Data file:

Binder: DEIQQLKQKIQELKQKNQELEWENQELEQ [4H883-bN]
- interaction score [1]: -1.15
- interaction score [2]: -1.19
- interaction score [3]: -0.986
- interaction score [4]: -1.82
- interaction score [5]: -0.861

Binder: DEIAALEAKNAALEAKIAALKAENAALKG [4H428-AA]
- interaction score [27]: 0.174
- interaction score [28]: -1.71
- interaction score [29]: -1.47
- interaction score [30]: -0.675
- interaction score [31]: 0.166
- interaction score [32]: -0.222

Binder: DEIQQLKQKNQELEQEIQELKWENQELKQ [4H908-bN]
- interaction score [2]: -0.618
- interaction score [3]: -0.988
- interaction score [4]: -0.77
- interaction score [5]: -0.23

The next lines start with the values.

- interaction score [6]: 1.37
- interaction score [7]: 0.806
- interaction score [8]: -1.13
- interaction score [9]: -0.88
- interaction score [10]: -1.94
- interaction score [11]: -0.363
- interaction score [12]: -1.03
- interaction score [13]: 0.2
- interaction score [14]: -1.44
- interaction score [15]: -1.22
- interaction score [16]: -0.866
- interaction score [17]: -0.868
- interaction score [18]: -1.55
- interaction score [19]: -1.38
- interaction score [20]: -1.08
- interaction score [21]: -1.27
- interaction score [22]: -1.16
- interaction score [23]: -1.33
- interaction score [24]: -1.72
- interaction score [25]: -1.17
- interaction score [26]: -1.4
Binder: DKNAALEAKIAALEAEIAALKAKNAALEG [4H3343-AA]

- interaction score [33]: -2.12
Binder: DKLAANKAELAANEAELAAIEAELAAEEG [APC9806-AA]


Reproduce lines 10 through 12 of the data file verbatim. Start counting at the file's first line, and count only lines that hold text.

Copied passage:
- interaction score [29]: -1.47
- interaction score [30]: -0.675
- interaction score [31]: 0.166